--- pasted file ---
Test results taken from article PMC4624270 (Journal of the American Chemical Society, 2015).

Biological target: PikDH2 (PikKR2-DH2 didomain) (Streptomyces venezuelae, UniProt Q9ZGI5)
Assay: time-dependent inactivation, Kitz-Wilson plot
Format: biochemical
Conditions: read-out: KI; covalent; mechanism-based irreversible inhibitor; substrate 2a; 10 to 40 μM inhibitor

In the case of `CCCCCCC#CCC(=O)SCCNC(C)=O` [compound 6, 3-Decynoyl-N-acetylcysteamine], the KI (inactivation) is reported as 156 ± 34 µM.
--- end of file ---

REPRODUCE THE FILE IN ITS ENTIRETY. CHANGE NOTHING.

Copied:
Test results taken from article PMC4624270 (Journal of the American Chemical Society, 2015).

Biological target: PikDH2 (PikKR2-DH2 didomain) (Streptomyces venezuelae, UniProt Q9ZGI5)
Assay: time-dependent inactivation, Kitz-Wilson plot
Format: biochemical
Conditions: read-out: KI; covalent; mechanism-based irreversible inhibitor; substrate 2a; 10 to 40 μM inhibitor

In the case of `CCCCCCC#CCC(=O)SCCNC(C)=O` [compound 6, 3-Decynoyl-N-acetylcysteamine], the KI (inactivation) is reported as 156 ± 34 µM.